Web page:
had kindled were scarcely extinguished; they were in little recesses of
the woods, and always close to fresh water. In many places we found
plenty of wild celery, and a variety of plants, which probably would be
of great benefit to seamen after a long voyage. In the evening we walked
back again, and found the ships at anchor in Sandy Point Bay, at the
distance of about half a mile from the shore. The keen air of this place
made our people so voraciously hungry that they could have eaten three
times their allowance; I was therefore very glad to find some of them
employed in hauling the seine, and others on shore with their guns;
sixty very large mullets were just taken with the seine as I came up;
and the gunners had good sport, for the place abounded with geese,
teale, snipes, and other birds, that were excellent food.

[Footnote 22: "We sent the boat to sound between Elizabeth's and St
Bartholomew's Islands, and found it a very good channel, with very deep
water. On this occasion we saw a number of Indians, that hallooed to us
from Elizabeth's Island. Both the men and the women were of the middle
size, well-made, and with smooth black hair; they appear to be of an
olive-coloured complexion, but rendered more red than they are
naturally, by rubbing a red earth mixed with grease all over their
bodies. They are very active and swift of foot," &c.]

On the 25th, Christmas day, we observed by two altitudes, and found the
latitude of Sandy Point to be 58° 10' S. At eight in the morning we
weighed, and having sailed five leagues from Sandy Point, in the
direction of S. by E. 1/2 E. we anchored again in thirty-two fathom,
about a mile from the shore; the south point of the Fresh Water Bay then
bearing N.N.W. distant about four miles; and the southernmost land S.E.
by S. As we sailed along the shore, at about two miles distance, we had
no ground with sixty fathom; but at the distance of one mile we had from
twenty to thirty-two fathom. At the full and change of the moon, the
tide flows off Fresh Water Bay at twelve o'clock; it runs but little,
yet flows very much by the shore.

On the 26th, at eight o'clock in the morning, we weighed, with the wind
at E.N.E. and steered S.S.E. for Port Famine. At noon, St Anne's Point,
which is the northermost point of that port, bore S. by E. 1/2 E,
distant three leagues. Along this shore, at the distance of two or three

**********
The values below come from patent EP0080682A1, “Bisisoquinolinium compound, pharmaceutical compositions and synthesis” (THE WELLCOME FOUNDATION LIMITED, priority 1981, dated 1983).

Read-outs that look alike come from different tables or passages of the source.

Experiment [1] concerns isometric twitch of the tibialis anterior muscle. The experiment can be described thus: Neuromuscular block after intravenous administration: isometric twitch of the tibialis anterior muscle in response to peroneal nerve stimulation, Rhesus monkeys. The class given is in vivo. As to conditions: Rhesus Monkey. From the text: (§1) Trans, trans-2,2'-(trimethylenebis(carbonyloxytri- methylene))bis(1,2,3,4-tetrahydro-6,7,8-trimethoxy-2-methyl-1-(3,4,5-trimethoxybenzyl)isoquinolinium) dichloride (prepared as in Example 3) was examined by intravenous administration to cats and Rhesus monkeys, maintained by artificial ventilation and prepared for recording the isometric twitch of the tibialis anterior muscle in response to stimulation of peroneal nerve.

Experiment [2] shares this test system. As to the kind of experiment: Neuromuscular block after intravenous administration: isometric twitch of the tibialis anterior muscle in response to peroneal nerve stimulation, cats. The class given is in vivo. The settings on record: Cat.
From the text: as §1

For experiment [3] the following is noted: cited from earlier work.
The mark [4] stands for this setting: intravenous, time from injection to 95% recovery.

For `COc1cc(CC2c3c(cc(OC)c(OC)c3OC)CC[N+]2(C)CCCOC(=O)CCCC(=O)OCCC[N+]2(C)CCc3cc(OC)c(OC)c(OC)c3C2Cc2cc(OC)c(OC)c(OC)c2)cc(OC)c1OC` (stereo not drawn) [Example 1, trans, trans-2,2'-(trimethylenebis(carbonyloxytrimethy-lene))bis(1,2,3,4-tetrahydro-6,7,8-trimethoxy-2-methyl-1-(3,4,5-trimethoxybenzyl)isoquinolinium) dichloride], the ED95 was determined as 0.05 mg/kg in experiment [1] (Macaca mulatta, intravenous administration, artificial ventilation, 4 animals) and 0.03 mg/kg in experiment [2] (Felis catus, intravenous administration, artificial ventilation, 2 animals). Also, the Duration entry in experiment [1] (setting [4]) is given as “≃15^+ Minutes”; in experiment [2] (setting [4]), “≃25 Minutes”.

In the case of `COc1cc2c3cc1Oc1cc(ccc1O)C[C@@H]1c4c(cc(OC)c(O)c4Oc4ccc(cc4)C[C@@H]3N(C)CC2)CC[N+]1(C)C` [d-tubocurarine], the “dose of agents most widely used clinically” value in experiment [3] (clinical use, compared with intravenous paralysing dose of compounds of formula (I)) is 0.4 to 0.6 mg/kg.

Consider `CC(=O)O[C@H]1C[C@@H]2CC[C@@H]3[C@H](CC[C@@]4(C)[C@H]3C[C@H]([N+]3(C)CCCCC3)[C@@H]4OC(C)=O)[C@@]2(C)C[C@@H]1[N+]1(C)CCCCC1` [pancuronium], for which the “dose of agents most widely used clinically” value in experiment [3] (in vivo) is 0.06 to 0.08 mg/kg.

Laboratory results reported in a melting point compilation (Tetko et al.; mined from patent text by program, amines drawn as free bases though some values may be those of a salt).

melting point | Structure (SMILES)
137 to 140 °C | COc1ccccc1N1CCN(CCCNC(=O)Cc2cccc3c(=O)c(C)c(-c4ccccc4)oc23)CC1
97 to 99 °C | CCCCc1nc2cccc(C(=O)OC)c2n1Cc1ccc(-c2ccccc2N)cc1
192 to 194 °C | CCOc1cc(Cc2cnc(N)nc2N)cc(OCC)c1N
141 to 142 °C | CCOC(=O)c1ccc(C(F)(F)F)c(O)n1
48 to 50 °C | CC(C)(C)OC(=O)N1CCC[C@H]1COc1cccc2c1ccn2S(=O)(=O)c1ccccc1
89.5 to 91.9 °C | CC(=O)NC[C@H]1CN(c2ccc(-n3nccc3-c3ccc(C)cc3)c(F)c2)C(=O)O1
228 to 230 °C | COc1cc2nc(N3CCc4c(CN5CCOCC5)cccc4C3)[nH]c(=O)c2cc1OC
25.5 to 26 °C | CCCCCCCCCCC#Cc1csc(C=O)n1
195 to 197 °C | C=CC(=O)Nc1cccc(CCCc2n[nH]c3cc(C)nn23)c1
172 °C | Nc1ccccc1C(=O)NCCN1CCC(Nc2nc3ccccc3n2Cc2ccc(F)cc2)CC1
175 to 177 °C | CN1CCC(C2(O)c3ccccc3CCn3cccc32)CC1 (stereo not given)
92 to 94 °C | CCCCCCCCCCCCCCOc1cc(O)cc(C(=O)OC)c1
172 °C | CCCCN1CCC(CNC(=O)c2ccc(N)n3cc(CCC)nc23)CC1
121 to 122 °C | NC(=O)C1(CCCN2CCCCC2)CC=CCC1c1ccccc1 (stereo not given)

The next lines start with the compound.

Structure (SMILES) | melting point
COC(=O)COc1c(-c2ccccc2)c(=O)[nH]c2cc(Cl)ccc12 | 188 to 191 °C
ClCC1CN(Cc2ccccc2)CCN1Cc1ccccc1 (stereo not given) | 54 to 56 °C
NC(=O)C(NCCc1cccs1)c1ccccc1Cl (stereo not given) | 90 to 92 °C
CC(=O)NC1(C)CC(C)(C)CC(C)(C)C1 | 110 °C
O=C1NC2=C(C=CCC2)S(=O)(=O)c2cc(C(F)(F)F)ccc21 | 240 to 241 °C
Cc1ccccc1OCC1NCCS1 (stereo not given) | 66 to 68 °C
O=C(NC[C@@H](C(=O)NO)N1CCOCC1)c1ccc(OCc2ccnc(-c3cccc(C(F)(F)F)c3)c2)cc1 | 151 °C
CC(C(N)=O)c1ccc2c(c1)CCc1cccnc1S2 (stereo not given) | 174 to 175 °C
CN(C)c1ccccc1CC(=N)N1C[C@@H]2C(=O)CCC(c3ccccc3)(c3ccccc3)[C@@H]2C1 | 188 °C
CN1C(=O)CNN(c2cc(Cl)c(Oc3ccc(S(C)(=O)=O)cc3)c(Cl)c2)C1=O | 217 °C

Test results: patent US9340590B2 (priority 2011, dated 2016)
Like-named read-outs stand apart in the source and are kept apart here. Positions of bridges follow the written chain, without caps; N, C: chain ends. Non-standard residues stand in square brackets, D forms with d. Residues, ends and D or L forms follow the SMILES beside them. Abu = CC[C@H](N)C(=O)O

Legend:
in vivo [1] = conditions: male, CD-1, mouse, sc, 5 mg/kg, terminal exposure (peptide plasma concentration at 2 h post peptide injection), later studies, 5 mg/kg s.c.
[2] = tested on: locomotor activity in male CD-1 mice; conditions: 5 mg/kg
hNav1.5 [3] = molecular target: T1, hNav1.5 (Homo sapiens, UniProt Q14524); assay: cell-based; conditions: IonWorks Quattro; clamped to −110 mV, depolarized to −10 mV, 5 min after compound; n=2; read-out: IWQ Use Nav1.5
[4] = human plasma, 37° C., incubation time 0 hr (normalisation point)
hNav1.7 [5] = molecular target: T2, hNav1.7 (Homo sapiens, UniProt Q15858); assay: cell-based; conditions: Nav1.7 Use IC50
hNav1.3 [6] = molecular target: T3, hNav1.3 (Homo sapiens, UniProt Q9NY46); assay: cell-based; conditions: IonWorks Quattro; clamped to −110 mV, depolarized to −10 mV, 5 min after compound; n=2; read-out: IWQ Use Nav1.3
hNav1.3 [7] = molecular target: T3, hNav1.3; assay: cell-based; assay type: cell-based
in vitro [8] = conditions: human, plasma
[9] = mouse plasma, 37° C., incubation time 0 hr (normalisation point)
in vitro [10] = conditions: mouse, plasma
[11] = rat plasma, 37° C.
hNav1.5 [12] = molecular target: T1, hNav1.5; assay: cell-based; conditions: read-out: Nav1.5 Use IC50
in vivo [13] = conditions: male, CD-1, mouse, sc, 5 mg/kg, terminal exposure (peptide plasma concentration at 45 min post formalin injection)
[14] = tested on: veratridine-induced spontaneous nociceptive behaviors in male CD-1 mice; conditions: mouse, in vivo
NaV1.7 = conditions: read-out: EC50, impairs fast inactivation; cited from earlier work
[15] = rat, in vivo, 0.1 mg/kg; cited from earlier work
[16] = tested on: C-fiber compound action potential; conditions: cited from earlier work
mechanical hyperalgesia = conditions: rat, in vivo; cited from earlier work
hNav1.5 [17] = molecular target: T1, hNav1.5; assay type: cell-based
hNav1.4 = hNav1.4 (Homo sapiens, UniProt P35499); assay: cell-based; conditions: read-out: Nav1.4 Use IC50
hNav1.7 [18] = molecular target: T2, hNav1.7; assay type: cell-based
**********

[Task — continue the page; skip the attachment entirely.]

miles, we had very deep water; but within a mile had ground with
twenty-five or thirty fathom. From St Anne's Point a reef of rocks runs
out S.E. by E. about two miles; and at the distance of two cables'
length from this reef the water will suddenly shoal from sixty-five to
thirty-five and twenty fathom. The point itself is very steep, so that
there is no sounding till it is approached very near, and great care
must be taken in standing into Port Famine, especially if the ship is as
far southward as Sedger river, for the water will shoal at once from
thirty to twenty, fifteen, and twelve fathom; and at about two cables'
length farther in, at more than a mile from the shore, there is but nine
feet water when the tide is out. By hauling close round St Anne's Point,
soundings will soon be got; and as the water shoals very fast, it is not
safe to go farther in, when there is no more than seven fathom; the
strait here is not more than four leagues wide.

The next day at noon, having had little wind and calms, we anchored at
Port Famine, close to the shore, and found our situation very safe and
convenient; we had shelter from all winds except the S.E. which seldom
blows, and if a ship should be driven ashore in the bottom of the bay,
she could receive no damage, for it is all fine soft ground. We found
drift-wood here sufficient to have furnished a thousand sail, so that we
had no need to take the trouble of cutting green. The water of Sedger
river is excellent, but the boats cannot get in till about two hours
flood, because at low water it is very shallow for about three quarters
of a mile. I went up it about four miles in my boat, and the fallen
trees then rendered it impossible to go farther: I found it, indeed, not
only difficult but dangerous to get up thus far. The stream is very
rapid, and many stumps of trees lie hidden under it: One of these made
its way through the bottom of my boat, and in an instant she was full of
water. We got on shore as well as we could; and afterwards, with great
difficulty, hauled her up upon the side of the river: Here we contrived
to stop the hole in her bottom, so as that we made a shift to get her
down to the river's mouth, where she was soon properly repaired by the
carpenter. On each side of this river there are the finest trees I ever
saw, and I make no doubt but that they would supply the British navy
with the best masts in the world. Some of them are of a great height,
and more than eight feet in diameter, which is proportionably more than
eight yards in circumference; so that four men, joining hand in hand,
could not compass them: Among others, we found the pepper tree, or
Winter's bark, in great plenty.[23] Among these woods, notwithstanding
the coldness of the climate, there are innumerable parrots, and other birds
of the most beautiful plumage. I shot every day geese and ducks enough
to serve my own table and several others, and every body on board might
have done the same: We had, indeed, great plenty of fresh provisions of
all kinds, for we caught as much fish every day as served the companies
of both ships. As I was much on shore here, I tracked many wild beasts
in the sand, but never saw one; we also found many huts or wigwams, but
never met with an Indian. The country between this port and Cape
Forward, which is distant about four leagues, is extremely fine, the
soil appears to be very good, and there are no less than three pretty
large rivers, besides several brooks.[24]

[Footnote 23: "In this part may be found a considerable quantity of
excellent wood, either green or dry, the latter lying along the shore on